Marguerite de Sabran, a great specialist, who spent a large part of her career at Sotheby's, is opening her space to the public for the first time, an interior courtyard with objects chosen around the theme of the double, including a very beautiful Janus crest mask. This two-headed mask comes from a Cameroonian chiefdom in the grassland (Bangwa, Troh society). This mask translates the idea of ​​a power, that of seeing everything, the visible and the invisible. Too imposing in size, it was not worn on the face but on the shoulder. Placed above a door, it was soaked in soot which gave the object a patina. The idea is also to talk with merchants to learn the history of these objects that have traveled and to better understand their uses.

Another exhibition not to be missed is that of Jacques Billen, known for his expertise in Egyptology. The latter reveals another facet of his passions as a collector: his taste for African weapons. It presents Unû, a term in the Teke language (Central Africa) referring to both prestige weapons and adornments. So for this exhibition, Jacques Billen selected around a hundred African weapons from Angola, Ivory Coast, Gabon, Central African Republic, but also from the Republic of Congo, Democratic Republic of Congo, Sudan and Zimbabwe. Knives, swords, axes bear witness to the virtuosity of African sculptors and blacksmiths.

For several years, the Parcours des mondes has been building bridges between the past and the present, weaving links between classical and contemporary art. “There is a wonderful continuity between ancient creations and the production of current contemporary artists. More and more gallery owners want to open this dialogue between the practices of yesterday and today,” notes Yves-Bernard Debie. The Vallois 35 gallery presents two young Beninese artists, Youss Atacora, self-taught painter and Achille Adonon, winner of the Sculpture prize at the last Dakar Biennale in 2022, both exhibited for the first time in Paris. Right next door, at 41 rue de Seine, the Vallois gallery offers the latest creations of ceramist King Houndekpinkou as well as the works of Franck Zanfanhouédé, a tattoo artist who transcribes his body art practice into female sculptures crossed with nails, as in his paintings on wood whose characters are drawn using nails. For its part, the Claes Contemporary gallery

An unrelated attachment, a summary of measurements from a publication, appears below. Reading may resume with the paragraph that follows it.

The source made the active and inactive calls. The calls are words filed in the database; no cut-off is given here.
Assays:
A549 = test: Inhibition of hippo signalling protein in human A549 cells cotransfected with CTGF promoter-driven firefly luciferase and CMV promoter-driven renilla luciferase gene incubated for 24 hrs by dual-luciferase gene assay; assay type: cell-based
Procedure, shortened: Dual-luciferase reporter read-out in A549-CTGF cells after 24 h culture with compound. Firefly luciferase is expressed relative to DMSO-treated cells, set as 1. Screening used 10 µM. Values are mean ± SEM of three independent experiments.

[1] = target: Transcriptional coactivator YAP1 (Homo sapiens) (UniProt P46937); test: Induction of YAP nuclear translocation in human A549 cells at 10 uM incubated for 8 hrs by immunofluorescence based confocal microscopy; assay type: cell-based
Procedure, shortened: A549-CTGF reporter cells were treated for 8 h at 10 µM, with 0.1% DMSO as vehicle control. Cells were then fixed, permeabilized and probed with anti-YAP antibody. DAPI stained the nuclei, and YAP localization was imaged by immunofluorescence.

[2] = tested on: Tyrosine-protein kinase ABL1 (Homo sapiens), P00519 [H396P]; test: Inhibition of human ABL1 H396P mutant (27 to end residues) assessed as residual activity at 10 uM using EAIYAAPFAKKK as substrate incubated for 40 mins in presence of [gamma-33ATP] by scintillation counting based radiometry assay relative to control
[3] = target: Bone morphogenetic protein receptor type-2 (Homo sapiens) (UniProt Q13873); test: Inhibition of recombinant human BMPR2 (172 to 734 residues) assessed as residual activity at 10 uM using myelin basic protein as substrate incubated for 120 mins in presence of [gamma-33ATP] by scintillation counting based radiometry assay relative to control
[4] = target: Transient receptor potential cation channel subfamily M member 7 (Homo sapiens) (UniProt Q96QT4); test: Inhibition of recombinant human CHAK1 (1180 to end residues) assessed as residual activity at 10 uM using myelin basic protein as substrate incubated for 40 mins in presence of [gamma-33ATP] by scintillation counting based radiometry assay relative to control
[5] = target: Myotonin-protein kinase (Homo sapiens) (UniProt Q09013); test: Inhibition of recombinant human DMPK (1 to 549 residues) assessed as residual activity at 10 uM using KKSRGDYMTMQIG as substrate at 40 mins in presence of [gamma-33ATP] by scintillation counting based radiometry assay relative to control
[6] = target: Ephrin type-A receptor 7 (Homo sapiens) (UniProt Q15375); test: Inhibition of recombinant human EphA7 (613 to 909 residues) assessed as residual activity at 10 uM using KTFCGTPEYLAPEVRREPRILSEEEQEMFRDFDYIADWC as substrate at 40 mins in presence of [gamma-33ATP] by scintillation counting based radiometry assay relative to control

This show “is a moment of sharing between dealers, collectors, curators, students from all over the world,” enthuses Marguerite de Sabran. Often presented as a free visit to an open-air museum, it offers “a dialogue of cultures,” says Yves-Bertrand Debie. In any case, the primitive art market remains concentrated between European and American galleries and auction houses. When will there be African galleries on this specialty?